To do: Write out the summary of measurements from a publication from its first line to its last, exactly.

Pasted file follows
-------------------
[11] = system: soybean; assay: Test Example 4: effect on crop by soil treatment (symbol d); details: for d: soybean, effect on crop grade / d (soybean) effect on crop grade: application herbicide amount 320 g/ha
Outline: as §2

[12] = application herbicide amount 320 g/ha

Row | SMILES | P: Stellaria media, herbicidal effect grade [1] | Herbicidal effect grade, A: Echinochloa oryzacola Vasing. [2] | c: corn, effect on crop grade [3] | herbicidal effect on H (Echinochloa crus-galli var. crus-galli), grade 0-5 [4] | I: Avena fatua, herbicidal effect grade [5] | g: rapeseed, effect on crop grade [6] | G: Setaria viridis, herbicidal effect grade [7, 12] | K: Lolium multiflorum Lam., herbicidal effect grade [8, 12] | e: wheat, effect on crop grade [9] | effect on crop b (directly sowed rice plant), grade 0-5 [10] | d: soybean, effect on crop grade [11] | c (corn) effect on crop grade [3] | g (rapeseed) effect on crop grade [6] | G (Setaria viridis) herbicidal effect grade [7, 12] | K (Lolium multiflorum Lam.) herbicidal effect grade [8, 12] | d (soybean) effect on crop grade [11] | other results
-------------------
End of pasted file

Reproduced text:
[11] = system: soybean; assay: Test Example 4: effect on crop by soil treatment (symbol d); details: for d: soybean, effect on crop grade / d (soybean) effect on crop grade: application herbicide amount 320 g/ha
Outline: as §2

[12] = application herbicide amount 320 g/ha

Row | SMILES | P: Stellaria media, herbicidal effect grade [1] | Herbicidal effect grade, A: Echinochloa oryzacola Vasing. [2] | c: corn, effect on crop grade [3] | herbicidal effect on H (Echinochloa crus-galli var. crus-galli), grade 0-5 [4] | I: Avena fatua, herbicidal effect grade [5] | g: rapeseed, effect on crop grade [6] | G: Setaria viridis, herbicidal effect grade [7, 12] | K: Lolium multiflorum Lam., herbicidal effect grade [8, 12] | e: wheat, effect on crop grade [9] | effect on crop b (directly sowed rice plant), grade 0-5 [10] | d: soybean, effect on crop grade [11] | c (corn) effect on crop grade [3] | g (rapeseed) effect on crop grade [6] | G (Setaria viridis) herbicidal effect grade [7, 12] | K (Lolium multiflorum Lam.) herbicidal effect grade [8, 12] | d (soybean) effect on crop grade [11] | other results